A Father Who Will Give You A Son’s Robe When You Ask For A Servant’s Towel - The prodigal son headed home with the intention of declaring that he was no longer worthy of being called the father’s son.  He was asking merely to be treated as one of his hired servants (Lk. 15:18-19).  After the son confessed his sin, and before he could request to be a servant, the father called for the best robe, a ring, and shoes (Lk. 15:22).  The returning son was received not as a servant. The robe was the kind worn by kings.  The far country clothed him in rags, the father in the best robe (cf. Isa. 61:10; Zech. 3:3-5). The ring was a symbol of authority.  The ring revealed that the son was not going to serve as a slave. The shoes or sandals were also significant.  Slaves did not wear shoes.

A Father Who Will Give You A Place At The Table Instead Of A Seat In The Corner - The elder brother thought that his brother should be punished, not pitied.  He thought that he should be rejected, not received.  He thought that he should be flogged, not fed.  The elder brother was angry and wouldn’t go into the feast (Lk. 15:25-28).  The elder brother wouldn’t even speak of the prodigal as his brother.  He said to his father, “Thy son” (Lk. 15:30). The father corrected him (Lk. 15:32). The elder brother rejected the reasoning of his father (Lk. 15:28; Isa. 1:18; Hag. 1:5, 7) and charged his father with favoritism (Lk. 15:29-30).  His attitude must have dampened the father’s joy.  The father had to leave the celebration to deal with his eldest son.  The elder brother’s reaction dampens the parable.  The same father that ran to meet the prodigal son left the party to meet him.  It reminds the Bible student of Jonah (Jonah 4). The elder brother seems not to care that his brother has repented and that the father has forgiven him.  He brings up his brother’s past as if it were still his present condition.  His brother has been forgiven, but he would not be because of his attitude (Mt. 6:14-15).  He declared his brother’s sins, but missed his own (Mt. 7:1-5; Lk. 18:9-14).  He said he had done nothing wrong, but at that moment he was not obeying his father’s pleading for him to go into the party and rejoice.  Furthermore, he charged the father with not giving him a fatted calf when the father had already given him a double portion as the firstborn.  It all belonged to him (Lk. 15:31).  He could have had a party with his friends anytime he chose.  Imagine what would have happened if the elder brother had met his returning brother before the father.  Likely, he would have sent him away. Unlike the elder brother, the loving father would in no wise cast his penitent child out (John 6:37).  The father would show his son mercy (Psa. 103:10-14).  The father commanded the fatted calf to be killed and for there to be a celebration at his son’s return (Lk. 15:23).  The father understood the significance of the occasion.  His son, who was dead, was now alive.  His son, who was lost, was now found (Lk. 15:24).  He told his eldest son that it was “meet” or “right” for them to celebrate (Lk. 15:32).  Everyone in the chapter finds joy except for the elder brother.  Everything the prodigal son hoped to find in the far country, he found at home – fine clothes, jewelry, friends, feasting, love, security, etc.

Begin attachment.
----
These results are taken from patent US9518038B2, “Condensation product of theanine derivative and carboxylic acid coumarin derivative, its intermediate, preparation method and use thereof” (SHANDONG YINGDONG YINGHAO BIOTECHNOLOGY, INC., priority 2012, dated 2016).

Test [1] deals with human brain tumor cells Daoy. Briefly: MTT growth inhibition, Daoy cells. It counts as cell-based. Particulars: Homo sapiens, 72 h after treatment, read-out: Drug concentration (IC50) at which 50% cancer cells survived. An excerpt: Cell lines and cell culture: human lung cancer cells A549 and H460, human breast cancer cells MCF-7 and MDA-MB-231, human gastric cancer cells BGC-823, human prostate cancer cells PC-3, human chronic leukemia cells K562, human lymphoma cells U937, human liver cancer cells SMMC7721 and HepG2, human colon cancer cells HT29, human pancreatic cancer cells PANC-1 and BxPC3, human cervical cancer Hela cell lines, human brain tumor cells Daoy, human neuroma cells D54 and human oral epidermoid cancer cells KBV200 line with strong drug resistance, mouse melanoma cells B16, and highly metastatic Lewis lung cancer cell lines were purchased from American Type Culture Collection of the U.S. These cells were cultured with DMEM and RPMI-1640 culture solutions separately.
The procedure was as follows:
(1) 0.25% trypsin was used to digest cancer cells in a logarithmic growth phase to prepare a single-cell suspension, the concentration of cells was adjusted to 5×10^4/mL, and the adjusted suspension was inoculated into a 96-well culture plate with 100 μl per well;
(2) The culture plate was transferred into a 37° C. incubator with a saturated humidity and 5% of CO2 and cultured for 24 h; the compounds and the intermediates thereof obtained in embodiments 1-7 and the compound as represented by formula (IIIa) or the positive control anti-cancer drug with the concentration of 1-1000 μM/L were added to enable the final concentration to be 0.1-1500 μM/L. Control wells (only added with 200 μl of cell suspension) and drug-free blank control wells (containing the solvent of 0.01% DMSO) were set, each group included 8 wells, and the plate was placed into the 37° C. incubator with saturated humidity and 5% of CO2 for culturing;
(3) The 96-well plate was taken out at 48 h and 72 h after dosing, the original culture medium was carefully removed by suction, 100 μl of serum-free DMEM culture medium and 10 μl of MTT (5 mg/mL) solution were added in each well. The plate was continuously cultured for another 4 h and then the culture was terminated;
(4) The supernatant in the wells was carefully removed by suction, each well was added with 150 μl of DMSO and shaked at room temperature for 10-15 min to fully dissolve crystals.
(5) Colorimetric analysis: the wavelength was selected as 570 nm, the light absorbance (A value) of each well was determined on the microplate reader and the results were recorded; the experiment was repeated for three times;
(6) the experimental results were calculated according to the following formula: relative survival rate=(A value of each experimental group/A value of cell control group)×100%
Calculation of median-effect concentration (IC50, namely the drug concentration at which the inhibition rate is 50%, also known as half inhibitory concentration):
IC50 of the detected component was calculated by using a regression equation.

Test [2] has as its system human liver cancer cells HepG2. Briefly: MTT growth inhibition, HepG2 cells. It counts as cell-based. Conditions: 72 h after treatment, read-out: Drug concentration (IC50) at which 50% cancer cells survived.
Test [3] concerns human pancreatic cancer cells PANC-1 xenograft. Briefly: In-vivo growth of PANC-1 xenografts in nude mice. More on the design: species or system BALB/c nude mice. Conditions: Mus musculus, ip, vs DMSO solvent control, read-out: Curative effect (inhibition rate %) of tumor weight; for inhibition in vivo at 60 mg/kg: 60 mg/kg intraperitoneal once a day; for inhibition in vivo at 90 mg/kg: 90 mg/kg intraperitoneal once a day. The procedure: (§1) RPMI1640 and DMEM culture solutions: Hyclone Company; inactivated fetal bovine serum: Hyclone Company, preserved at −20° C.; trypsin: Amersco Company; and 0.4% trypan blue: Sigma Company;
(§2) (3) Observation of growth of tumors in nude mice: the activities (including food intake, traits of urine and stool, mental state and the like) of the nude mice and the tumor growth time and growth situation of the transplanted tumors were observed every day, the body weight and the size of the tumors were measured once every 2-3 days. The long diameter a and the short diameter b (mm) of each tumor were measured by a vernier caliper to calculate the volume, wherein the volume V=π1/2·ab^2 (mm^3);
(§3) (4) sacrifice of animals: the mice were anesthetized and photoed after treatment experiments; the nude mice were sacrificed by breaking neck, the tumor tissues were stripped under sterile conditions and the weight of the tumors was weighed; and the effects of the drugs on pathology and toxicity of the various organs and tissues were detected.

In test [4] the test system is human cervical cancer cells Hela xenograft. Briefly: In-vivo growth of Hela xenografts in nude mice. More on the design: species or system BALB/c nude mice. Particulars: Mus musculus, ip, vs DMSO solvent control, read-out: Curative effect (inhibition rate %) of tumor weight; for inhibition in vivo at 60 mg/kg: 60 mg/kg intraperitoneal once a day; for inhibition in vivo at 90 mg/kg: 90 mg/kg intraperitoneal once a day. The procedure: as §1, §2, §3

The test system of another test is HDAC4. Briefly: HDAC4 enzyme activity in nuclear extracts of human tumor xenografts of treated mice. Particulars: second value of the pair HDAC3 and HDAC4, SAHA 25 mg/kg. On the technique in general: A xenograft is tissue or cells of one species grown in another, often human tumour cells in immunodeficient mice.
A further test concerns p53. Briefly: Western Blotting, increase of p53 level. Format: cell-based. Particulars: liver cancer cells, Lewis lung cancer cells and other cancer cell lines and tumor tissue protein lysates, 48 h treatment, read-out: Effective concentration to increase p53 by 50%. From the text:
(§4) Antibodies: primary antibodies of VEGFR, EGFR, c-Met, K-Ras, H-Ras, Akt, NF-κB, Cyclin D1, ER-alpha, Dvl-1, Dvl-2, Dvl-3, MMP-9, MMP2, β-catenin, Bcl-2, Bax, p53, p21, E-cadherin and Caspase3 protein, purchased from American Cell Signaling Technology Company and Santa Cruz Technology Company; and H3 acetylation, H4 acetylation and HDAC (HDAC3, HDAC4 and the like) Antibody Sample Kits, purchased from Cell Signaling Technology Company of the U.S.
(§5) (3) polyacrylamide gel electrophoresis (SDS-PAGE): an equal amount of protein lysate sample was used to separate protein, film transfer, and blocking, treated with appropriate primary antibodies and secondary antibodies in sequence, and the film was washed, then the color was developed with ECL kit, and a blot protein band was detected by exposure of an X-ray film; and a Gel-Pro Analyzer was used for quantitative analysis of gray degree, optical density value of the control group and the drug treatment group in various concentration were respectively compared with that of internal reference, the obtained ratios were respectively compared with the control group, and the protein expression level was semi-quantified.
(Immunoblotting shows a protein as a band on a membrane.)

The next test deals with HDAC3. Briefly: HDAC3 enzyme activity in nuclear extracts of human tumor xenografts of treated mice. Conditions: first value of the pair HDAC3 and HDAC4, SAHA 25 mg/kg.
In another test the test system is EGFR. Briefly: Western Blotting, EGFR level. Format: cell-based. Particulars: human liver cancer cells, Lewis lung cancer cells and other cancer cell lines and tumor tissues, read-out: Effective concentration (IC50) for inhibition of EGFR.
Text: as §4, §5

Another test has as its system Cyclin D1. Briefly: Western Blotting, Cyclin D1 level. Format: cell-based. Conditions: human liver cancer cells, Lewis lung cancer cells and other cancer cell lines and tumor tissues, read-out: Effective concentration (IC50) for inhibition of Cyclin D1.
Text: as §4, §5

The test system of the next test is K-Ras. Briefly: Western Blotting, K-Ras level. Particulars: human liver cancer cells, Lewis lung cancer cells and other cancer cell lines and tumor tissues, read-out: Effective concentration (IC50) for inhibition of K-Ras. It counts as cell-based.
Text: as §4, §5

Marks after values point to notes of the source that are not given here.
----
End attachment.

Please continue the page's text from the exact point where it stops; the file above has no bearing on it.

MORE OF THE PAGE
Let’s all try to be fathers that make our children want to come home.  Our heavenly Father is certainly that kind of Father.

Lessons from a Lawnmower

Saturday, June 08, 2024